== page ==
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Nigeria: Senate to Create Body to Monitor, Check Excesses of Anti-Graft Agencies

(June 9, 2009) David Mark, the President of the Nigerian Senate, stated on June 2, 2009, that the Senate will establish a new agency to monitor “the perceived excesses” of the country's Economic and Financial Crimes Commission (EFCC). His comment was made at a public hearing that just opened on the EFCC Amendment Bill. Mark insisted on the creation of a new body instead of a proposed merger of the EFCC and the Independent Corrupt Practices Commission (ICPC), because such a body would be able to “check the activities of both agencies so that none of them would become a willing tool by some forces to witch hunt their opponents in the future.” (Cosmas Ekpunobi, … Moves to Check Excesses of EFCC, DAILY CHAMPION, June 3, 2009, available at He stated,

Another area that I want this public hearing to tackle is the issue of who supervises those who are charged to investigate? Who supervises the ICPC? Who investigates the EFCC? We need a body to do that, otherwise, as we all know, power corrupts, absolute power corrupts absolutely. We must be careful so that we do not concentrate too much power in one agency otherwise we are going to run into problem[s]. (Id.)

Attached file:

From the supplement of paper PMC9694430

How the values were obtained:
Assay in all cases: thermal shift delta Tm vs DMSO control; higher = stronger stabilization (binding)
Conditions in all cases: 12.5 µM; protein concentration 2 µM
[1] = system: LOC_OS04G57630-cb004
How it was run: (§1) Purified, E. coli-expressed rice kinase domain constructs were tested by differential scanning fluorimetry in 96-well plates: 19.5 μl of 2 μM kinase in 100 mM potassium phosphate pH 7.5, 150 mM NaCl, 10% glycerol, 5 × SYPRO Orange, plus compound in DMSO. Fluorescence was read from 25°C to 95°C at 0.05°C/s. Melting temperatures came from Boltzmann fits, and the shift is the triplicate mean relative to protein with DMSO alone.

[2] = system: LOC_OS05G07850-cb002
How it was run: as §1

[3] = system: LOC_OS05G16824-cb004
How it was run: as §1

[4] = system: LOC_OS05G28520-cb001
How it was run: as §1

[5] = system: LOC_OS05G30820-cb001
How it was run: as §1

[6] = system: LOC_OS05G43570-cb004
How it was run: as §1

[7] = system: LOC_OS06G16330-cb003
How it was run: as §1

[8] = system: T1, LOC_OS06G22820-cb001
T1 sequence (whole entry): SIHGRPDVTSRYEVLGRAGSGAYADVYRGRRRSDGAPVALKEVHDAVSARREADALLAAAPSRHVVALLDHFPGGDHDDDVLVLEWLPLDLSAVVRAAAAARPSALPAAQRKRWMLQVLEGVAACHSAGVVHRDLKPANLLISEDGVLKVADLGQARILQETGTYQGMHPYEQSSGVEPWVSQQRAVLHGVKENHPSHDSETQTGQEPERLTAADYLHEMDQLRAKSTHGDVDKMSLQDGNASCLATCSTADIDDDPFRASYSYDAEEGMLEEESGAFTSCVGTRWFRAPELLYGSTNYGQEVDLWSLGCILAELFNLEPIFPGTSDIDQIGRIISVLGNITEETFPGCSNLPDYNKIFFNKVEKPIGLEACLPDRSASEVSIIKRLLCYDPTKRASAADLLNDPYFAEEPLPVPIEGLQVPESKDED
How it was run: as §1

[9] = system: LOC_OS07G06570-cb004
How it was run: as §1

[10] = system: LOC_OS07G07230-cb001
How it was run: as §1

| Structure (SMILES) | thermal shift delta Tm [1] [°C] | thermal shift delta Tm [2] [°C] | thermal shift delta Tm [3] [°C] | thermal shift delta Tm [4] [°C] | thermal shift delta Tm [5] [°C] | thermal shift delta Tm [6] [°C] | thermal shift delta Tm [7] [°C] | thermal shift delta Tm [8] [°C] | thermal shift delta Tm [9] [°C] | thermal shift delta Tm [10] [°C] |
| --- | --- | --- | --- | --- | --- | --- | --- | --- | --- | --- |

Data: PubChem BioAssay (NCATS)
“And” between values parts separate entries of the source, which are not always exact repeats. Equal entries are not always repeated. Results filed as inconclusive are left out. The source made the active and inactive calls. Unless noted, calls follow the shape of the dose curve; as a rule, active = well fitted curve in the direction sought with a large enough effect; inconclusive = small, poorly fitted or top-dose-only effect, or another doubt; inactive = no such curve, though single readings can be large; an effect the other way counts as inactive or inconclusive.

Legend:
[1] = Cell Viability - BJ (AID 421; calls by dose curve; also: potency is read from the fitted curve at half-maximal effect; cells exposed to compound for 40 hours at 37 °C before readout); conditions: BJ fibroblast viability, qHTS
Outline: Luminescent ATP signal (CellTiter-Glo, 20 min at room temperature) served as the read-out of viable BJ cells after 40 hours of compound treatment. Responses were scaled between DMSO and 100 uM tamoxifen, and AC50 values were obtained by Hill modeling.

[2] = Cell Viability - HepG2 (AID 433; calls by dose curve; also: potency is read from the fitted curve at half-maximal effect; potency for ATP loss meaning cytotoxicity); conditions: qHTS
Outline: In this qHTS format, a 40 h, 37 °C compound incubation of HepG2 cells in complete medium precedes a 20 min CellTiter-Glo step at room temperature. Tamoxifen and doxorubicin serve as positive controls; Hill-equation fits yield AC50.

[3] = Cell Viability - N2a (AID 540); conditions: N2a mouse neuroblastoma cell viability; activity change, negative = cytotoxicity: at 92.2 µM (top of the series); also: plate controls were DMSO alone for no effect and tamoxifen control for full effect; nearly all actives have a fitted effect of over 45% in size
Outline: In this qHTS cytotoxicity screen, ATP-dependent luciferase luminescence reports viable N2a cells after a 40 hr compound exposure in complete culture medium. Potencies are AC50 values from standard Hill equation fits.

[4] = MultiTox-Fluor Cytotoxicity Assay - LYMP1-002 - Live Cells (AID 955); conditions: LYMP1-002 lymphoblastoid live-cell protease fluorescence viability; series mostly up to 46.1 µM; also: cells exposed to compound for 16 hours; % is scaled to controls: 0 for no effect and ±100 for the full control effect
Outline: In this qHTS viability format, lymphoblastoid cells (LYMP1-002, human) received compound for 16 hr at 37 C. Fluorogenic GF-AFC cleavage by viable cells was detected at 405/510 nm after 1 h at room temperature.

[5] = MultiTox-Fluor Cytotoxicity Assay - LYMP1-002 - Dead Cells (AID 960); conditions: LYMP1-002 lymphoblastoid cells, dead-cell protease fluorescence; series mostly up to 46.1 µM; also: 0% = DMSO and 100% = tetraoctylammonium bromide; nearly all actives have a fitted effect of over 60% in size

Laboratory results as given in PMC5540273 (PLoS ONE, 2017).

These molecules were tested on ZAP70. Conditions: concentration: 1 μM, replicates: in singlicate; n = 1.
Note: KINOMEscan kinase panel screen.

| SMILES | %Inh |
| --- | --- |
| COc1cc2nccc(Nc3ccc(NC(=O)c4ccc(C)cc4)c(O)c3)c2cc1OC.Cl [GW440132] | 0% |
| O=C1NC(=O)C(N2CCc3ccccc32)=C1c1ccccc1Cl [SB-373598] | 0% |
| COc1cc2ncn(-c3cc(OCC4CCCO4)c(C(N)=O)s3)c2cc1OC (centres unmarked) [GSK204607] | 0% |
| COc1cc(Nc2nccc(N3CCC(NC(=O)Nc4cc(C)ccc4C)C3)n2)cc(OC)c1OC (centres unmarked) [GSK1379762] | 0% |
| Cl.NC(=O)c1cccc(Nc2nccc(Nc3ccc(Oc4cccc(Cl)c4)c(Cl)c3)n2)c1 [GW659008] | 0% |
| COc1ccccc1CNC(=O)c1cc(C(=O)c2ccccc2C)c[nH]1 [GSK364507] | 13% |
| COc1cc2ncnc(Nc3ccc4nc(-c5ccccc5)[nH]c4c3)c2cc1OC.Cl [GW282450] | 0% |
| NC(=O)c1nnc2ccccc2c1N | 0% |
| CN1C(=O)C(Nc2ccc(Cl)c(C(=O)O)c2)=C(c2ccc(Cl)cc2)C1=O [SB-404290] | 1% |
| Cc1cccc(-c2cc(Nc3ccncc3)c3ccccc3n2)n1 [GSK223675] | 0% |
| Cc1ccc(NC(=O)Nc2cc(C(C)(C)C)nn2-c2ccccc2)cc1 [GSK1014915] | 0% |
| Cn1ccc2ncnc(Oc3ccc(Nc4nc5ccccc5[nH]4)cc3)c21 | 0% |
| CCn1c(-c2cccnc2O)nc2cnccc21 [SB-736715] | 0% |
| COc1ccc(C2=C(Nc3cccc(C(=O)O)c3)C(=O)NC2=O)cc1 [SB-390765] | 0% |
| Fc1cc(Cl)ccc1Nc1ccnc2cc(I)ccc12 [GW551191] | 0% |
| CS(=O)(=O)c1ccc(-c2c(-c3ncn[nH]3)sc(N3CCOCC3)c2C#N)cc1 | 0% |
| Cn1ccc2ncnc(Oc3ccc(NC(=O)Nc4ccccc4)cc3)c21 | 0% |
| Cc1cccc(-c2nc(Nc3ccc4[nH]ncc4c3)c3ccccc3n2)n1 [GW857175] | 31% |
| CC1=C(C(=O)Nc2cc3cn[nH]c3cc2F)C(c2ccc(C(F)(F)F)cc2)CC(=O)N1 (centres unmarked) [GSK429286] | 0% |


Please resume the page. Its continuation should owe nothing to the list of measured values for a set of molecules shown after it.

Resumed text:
Mark's remarks came in the aftermath of EFCC Chairman Farida Waziri's assertion that the agency has been frustrated by certain provisions of law and by public prosecution regulations, as well as the conventional courts' congestion, which hamper prosecution of cases after the conclusion of agency investigations. She contended that these loopholes “were being exploited by some influential persons to escape justice.” (Id.) To cope with that problem, the EFCC wants to establish a special criminal court to expedite prosecution of suspected perpetrators of fraud. In particular, Waziri wants section 19 of the EFCC Act to be amended in order to allow for creation of the court, whose judges would be assigned for the trial of suspects within six months. She also would like to see the states institute the same kind of arrangement and, she said, “such courts should be granted complete independence to ensure that political office holders who committed such offences were sent to jail.” (Id.)

The proposed amendments to streamline ICPC and EFCC operations to improve the fight against corruption also seek to limit executive control over the two agencies. Under the amendments, the ICPC would limit its activities to investigation and prosecution of errant public officers and elected or appointed local government officials; the EFCC would focus on monitoring money laundering and short-term holders of public office at the state and national level. The ICPC would additionally be allowed to handle cases involving fugitives, with powers to confiscate their property and money after obtaining a court order. (Id.)